Small Press Expo, an annual convention celebrating independent comics and zines, hosted a Saturday panel discussing the zine culture of the 1990s.
This past weekend, Small Press Expo held its 2022 convention in Bethesda, Maryland. The convention, founded in 1994, spotlights independent comics and zine creators throughout its weekend. After two years of virtual events, the convention returned to an in-person event, requiring both proof of vaccination and masks. The exhibitor hall was the highlight of the show, filled with hundreds of vendors and the opportunity to talk to creators. Saturday evening played host to the Ignatz Award ceremony, honoring achievements in various categories.
In addition to the exhibitor’s hall, the convention also hosted a series of panels and workshops throughout the weekend. Many of these panels provided fresh insight into the vast world of independent comics and the creators that have found their niche creating outside of the mainstream. “Reflecting on the 90s Zine Revolution” was a panel hosted on Saturday that provided insight into the height of zine culture.
The moderator and four panelists, Dr. Rachel Miller, Ariel Bordeaux, Megan Kelso, Tom Hart, and Jenny Zervakis, were creators who got started during the 1990s. The increased access to photocopying machines through places like Kinkos boosted zine production. During this time, many of the panelists spoke about their introduction to zines and how they allowed them to explore the world outside the traditional mainstream media. While some didn’t find the typical superhero comics inspiring, they were thrilled able to develop other ideas through zines.
In addition to the ease of creation provided by technical innovations and access, the other reason for the increase in zine creators was the community that formed around them. The panelists reflected on making new friends through the zines they created, whether through sharing zines or through collaboration. Zine creators often shared their work through the mail, and many zines of the time were filled with contacts and resources for zine creators to connect.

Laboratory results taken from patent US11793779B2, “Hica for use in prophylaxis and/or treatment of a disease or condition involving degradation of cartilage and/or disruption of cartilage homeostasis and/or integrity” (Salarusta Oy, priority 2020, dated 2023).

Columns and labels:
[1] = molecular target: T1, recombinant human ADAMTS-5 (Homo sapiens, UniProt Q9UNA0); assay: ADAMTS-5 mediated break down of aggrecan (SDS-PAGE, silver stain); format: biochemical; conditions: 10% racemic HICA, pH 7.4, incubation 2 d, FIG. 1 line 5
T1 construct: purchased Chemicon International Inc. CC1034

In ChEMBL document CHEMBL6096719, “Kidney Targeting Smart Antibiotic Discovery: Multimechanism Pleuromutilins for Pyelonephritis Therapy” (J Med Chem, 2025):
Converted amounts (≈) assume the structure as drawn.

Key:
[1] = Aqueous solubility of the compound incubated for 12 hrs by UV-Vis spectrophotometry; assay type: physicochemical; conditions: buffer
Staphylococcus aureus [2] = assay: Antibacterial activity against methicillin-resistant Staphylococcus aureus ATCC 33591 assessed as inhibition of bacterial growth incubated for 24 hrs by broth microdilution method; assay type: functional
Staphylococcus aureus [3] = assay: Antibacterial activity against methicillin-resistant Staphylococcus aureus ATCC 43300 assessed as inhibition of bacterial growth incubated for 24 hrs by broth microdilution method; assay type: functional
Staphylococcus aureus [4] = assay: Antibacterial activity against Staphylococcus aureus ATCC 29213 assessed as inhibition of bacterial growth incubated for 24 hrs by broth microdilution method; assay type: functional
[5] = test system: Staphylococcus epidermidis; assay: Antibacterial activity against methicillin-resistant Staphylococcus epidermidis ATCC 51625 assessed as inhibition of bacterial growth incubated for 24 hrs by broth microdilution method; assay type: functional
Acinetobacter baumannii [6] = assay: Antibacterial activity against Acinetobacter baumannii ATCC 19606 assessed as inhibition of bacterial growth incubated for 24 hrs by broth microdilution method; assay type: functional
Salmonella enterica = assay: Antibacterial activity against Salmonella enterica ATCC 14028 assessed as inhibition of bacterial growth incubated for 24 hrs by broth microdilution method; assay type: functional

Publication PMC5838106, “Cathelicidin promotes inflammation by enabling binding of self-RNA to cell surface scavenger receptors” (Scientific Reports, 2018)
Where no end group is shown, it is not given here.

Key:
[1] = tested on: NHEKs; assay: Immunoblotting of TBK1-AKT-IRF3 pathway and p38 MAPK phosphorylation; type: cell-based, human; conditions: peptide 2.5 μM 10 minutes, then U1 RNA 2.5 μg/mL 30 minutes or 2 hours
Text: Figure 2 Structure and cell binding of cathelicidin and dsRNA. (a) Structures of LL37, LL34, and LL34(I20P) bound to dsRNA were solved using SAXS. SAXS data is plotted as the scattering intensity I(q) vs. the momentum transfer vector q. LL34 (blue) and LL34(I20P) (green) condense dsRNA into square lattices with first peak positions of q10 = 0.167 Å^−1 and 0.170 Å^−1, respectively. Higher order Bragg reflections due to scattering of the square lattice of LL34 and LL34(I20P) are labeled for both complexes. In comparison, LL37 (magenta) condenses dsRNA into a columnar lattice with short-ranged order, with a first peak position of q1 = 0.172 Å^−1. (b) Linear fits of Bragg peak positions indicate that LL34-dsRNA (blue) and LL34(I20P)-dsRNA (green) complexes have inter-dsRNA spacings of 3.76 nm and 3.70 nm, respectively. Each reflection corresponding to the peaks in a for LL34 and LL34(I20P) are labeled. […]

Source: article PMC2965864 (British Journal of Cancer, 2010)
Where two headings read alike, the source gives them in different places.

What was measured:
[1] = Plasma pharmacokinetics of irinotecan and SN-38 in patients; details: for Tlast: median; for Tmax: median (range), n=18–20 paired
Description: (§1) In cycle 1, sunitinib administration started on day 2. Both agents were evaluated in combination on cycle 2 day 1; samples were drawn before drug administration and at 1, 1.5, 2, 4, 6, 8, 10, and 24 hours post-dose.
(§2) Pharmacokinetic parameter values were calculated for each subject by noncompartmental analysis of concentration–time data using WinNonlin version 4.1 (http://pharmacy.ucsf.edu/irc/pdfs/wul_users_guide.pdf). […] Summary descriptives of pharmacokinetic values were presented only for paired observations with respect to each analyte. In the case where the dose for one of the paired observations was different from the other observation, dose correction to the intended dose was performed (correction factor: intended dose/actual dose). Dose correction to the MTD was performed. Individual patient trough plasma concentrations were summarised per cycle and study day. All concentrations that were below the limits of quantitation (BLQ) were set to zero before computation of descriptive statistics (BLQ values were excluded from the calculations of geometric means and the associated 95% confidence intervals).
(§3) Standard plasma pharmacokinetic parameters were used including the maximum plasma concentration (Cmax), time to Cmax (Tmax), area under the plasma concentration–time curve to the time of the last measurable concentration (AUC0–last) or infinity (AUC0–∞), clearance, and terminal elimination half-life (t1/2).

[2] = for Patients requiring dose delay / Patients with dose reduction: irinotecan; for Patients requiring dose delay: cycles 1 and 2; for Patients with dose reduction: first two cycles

The discussion soon turned to the modern day of zines, which have become even more accessible due to the internet. The panelists also appreciated the ease of creating zine pages due to programs such as the Adobe Creative Suite. Though the internet has allowed for zines to be produced digitally, many still prefer the traditionally printed version. However, they acknowledged that the digital creation of a zine is typically cheaper in today’s age.
The quote that stood out to me most during the panel was during a discussion on the continued importance of zines. One of the panelists pointed out that zines are still a great way to disseminate information without a “gatekeeper.” As many media companies begin to monopolize and affect media creation, the independent nature of zine creation allows artists to maintain creative freedom.
All in all, “Reflecting on the 90s Zine Revolution” was both an enlightening reminiscence of the time as well as a valuable discussion about the importance of zines.
Author: Jessica Wolff
Jessica Wolff is a graduate of Drexel University with a BS in Film/Video. She has a passion for entertainment and representation in entertainment. She currently resides outside of Washington, DC.
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